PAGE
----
Chung Eui-yong, Seoul’s national security office chief, also said that Seoul lodged a firm complaint over Japanese government’s announcement on Friday, and said that Tokyo offered an apology and confirmed that the Seoul-Tokyo agreement remains the same.
Chung went on to issue a warning to Tokyo saying that he would like to say “try me” to Japan, going on to explain that the phrase is “a warning when one side makes groundless claims to provoke the other.”
On Friday, Seoul and Tokyo announced agreed measures that resulted in South Korea putting the effect of its decision on ending General Security of Military Information Agreement on hold at 6 p.m., six hours before the agreement was set to end.
Under the agreement, the two sides will hold trade talks concerning Japan’s trade restrictions — in August it removed Korea from its whitelist of trusted trade partners and in July it began applying stricter regulations to exports of key semiconductor materials to Korea.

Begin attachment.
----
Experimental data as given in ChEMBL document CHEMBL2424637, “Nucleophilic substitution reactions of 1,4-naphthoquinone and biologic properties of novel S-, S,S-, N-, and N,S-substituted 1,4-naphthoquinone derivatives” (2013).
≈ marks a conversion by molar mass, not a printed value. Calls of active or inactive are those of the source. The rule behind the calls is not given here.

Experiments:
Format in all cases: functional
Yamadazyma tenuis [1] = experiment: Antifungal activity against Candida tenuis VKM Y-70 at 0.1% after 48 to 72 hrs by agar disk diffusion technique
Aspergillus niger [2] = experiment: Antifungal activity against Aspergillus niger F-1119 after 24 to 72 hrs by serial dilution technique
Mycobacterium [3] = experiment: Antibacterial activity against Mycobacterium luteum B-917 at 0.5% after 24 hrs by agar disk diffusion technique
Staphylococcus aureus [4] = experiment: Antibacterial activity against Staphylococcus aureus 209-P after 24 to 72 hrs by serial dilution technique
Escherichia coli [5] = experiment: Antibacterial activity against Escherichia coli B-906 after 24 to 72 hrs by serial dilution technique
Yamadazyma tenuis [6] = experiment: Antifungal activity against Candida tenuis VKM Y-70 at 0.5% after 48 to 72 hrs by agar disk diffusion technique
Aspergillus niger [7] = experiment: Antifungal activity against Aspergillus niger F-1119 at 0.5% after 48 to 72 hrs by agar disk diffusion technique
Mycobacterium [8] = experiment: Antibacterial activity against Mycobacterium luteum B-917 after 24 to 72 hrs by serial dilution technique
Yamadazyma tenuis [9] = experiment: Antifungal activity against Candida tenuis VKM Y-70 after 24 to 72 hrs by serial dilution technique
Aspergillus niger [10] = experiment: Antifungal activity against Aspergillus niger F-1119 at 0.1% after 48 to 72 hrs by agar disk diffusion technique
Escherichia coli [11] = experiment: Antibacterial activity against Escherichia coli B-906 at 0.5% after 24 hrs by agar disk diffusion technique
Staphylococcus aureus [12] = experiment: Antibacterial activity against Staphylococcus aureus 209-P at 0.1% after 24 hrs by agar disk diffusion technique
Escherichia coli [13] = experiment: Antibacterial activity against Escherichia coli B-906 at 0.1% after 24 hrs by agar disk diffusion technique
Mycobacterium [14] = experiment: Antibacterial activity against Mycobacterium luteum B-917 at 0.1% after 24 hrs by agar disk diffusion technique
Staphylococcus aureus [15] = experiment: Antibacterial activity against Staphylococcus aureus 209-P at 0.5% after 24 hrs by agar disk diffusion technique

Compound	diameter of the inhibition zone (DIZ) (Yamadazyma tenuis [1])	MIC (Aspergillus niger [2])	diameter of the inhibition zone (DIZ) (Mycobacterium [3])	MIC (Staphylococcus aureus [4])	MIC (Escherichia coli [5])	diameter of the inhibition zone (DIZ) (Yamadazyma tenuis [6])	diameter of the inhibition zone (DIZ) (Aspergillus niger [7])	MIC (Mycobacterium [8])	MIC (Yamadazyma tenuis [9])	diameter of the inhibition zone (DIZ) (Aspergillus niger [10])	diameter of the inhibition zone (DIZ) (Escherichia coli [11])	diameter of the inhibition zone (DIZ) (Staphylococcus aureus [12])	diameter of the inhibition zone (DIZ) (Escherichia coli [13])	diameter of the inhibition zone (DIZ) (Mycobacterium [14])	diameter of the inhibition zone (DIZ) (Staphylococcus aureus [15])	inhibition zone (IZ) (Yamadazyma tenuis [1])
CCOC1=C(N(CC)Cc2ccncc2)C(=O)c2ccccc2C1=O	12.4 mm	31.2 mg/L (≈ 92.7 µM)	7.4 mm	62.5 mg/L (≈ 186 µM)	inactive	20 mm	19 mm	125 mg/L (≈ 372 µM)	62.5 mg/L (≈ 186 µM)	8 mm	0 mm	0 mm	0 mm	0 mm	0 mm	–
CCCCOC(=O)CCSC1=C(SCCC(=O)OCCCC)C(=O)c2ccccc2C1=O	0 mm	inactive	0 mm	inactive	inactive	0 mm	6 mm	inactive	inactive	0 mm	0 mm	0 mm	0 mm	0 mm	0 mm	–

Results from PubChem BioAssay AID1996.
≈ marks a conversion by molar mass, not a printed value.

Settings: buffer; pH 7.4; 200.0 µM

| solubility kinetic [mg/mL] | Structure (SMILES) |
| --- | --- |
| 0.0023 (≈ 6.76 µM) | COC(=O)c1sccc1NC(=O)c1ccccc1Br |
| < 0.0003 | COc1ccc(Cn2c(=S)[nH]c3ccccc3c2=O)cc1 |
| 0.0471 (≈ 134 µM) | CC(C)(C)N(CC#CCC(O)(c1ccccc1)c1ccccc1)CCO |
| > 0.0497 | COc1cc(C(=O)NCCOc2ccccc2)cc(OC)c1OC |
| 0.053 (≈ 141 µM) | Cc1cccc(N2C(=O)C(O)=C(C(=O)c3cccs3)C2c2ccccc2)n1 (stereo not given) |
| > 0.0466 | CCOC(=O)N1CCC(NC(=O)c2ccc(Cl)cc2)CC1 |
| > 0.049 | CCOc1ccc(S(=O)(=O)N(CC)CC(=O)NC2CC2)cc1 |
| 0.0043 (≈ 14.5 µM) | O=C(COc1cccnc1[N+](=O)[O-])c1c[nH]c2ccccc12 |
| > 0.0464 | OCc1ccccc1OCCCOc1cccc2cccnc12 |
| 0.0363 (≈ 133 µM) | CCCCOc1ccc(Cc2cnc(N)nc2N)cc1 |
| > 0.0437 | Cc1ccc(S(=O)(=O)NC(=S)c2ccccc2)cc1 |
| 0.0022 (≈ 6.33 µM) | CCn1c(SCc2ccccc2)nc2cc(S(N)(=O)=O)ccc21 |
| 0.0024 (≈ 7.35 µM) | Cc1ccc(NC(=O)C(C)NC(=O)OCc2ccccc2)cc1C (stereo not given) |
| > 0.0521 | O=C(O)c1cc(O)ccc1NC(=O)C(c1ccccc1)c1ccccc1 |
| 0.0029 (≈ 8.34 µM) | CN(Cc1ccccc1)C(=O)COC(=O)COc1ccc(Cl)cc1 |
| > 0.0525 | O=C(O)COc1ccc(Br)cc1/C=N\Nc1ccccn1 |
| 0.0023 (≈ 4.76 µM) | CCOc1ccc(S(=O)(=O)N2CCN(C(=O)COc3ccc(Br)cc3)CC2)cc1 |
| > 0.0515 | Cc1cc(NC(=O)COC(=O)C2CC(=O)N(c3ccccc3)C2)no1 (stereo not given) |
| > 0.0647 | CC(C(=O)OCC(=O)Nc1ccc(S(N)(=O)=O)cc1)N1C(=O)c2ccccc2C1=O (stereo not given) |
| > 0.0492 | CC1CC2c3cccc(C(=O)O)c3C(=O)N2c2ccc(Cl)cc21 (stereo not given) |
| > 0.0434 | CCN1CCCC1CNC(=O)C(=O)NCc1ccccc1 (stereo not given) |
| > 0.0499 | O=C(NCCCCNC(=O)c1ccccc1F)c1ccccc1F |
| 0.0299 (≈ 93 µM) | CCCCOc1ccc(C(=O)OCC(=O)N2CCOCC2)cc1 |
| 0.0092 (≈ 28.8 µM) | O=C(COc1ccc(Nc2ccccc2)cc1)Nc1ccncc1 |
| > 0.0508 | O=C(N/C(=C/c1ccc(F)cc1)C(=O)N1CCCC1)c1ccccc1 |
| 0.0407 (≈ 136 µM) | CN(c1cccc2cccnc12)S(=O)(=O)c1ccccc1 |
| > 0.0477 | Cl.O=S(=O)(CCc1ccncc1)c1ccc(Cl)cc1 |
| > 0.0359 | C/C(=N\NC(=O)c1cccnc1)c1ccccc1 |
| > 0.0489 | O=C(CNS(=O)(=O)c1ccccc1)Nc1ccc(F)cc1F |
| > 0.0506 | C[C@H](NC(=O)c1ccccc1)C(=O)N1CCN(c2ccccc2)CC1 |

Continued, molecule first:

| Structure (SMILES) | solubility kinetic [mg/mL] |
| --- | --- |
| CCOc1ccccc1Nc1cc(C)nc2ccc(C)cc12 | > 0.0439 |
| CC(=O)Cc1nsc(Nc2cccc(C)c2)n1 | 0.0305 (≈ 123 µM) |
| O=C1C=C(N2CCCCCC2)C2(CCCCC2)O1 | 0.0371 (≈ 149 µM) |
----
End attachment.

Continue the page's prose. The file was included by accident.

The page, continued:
Japan, however, made the announcement some seven minutes after the agreed upon time, and added claims such as that South Korea admitted to having faults in its exports monitoring system and offered to put WTO proceedings on hold in return for Tokyo engaging in talks.
Chung categorically refuted the claims coming out of Japan.
“One is that Japan said that negotiations began after we informed them of halting WTO procedures. This is not true,” Chung said, listing South Korea’s attempts to engage Japan in talks that were turned down by Tokyo.
“After the decision to end GSOMIA was announced on Aug. 23, (Japan) suggested dialogue, and negotiations began through diplomatic channels.”
The official also denied that Seoul had admitted to any flaws in its trade regulation system, saying that the two sides agreed to discuss trade issues by verifying Seoul’s regulations that are in place.
In applying trade curbs, Japan claimed that South Korea’s trade regulations were lax and that materials that could be used for weapons development slipped through Seoul’s system.
Chung also said Japanese media reports claiming victory for Tokyo in the dispute are false as Seoul stuck to its principles while Tokyo did not.
Since the announcement, Japanese government officials have been cited by Japanese media as saying that Seoul bowed to pressure from the US to maintain GSOMIA. Japanese media have also reported that Tokyo officials view the development as a “win,” claiming that Japan made no concessions to Korea.